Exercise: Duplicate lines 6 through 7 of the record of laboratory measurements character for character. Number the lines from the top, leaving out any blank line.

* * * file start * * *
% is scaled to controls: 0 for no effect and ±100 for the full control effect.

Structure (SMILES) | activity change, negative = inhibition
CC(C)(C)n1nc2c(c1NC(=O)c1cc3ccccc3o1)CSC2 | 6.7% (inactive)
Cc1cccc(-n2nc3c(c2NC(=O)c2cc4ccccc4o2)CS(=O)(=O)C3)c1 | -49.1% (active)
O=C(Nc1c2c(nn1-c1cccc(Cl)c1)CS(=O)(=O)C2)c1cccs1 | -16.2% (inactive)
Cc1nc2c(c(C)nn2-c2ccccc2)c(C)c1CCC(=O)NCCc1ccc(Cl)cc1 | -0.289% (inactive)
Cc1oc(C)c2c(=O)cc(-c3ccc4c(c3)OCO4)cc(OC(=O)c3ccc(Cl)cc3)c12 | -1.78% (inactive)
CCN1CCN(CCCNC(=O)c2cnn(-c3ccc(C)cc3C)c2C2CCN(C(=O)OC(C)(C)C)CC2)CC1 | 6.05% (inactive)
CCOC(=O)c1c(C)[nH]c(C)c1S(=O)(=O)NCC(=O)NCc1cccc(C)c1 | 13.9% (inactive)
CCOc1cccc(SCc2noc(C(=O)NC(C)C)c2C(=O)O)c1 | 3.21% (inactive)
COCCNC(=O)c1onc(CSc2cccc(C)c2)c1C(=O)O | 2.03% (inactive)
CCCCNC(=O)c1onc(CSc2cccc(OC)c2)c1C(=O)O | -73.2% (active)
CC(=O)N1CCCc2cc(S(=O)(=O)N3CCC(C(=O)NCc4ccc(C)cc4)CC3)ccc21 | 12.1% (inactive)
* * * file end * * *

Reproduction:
Cc1nc2c(c(C)nn2-c2ccccc2)c(C)c1CCC(=O)NCCc1ccc(Cl)cc1 | -0.289% (inactive)
Cc1oc(C)c2c(=O)cc(-c3ccc4c(c3)OCO4)cc(OC(=O)c3ccc(Cl)cc3)c12 | -1.78% (inactive)